The maternal grandmother's view is that "the past should be left in the past. (They) have to forgive; and should move on."
 There were traces, just traces, that some of the concepts which have interfered with past progress, continue even now to intrude to an extent. But there again, it would have been unrealistic to expect anything else. The maternal grandmother's plea to me and perhaps most of all to the father was that the boys should not be "hurt" again. She berated the father for having failed to say ‘Good morning' to her at court on Wednesday morning; and yet she had not said anything to him either. The mother talked throughout her evidence about "visitation" rather than the part that the children's father should be playing in their lives. Her husband spoke about his wife having been "dragged through the courts." Some of the language used exemplifies the problems which have beset these proceedings. And yet, there was such ready willingness to think and interact differently on all sides.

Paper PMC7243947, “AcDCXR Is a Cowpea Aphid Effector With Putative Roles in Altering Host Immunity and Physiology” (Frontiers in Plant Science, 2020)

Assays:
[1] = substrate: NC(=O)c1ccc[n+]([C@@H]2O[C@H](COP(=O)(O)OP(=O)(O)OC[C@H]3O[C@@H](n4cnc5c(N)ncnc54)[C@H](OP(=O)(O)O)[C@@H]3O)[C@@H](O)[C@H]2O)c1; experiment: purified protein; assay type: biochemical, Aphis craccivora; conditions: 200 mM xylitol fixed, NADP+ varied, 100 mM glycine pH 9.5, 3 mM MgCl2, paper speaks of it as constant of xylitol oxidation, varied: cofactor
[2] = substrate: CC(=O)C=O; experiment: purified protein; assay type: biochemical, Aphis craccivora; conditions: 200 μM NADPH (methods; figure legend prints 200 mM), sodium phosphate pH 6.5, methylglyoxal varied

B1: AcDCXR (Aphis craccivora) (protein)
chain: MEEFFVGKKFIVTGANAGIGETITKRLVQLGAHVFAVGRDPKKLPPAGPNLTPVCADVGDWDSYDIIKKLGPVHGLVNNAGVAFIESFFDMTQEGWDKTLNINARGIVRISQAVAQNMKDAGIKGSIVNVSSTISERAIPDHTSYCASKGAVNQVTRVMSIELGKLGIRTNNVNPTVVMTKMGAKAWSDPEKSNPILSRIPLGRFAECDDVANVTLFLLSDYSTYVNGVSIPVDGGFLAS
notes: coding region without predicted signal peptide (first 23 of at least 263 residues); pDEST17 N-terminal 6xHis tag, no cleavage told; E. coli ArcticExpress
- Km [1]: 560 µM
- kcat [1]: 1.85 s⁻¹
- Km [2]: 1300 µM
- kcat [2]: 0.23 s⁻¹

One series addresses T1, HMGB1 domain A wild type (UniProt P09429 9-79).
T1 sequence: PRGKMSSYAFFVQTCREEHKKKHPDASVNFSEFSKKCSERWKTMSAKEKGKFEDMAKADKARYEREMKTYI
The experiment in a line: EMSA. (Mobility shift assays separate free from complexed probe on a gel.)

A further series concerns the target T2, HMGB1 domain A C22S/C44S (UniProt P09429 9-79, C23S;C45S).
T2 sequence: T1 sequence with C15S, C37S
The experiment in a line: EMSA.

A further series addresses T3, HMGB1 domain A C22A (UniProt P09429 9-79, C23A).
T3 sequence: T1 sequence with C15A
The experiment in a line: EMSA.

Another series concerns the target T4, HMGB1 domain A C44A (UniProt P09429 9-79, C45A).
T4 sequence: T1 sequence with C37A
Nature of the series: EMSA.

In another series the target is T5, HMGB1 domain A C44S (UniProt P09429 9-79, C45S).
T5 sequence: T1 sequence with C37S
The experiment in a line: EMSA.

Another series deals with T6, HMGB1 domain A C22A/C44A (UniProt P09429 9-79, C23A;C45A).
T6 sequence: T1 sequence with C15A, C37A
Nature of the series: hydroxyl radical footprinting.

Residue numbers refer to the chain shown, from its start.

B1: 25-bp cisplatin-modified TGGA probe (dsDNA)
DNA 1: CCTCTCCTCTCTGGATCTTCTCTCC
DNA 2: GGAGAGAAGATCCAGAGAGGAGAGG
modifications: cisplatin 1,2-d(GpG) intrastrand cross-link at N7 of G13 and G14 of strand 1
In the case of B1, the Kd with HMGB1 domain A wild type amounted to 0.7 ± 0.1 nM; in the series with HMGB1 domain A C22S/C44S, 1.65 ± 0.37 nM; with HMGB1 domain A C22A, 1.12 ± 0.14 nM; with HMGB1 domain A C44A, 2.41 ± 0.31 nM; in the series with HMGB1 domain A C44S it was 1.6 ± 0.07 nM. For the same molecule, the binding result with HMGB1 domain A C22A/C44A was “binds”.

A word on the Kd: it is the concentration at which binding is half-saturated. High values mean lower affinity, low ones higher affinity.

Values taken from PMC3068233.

Seeing the boys
 I asked each of the parents and also Mr Bruton whether I should see the children. I emphasised that I had no intention of questioning them; that my purpose would be to apologise that for so long they had been caught in the middle of this dispute, to tell them what their parents had agreed about the way in which their father would participate in their lives, to listen to anything they wished to say as well as to answer any questions they might have.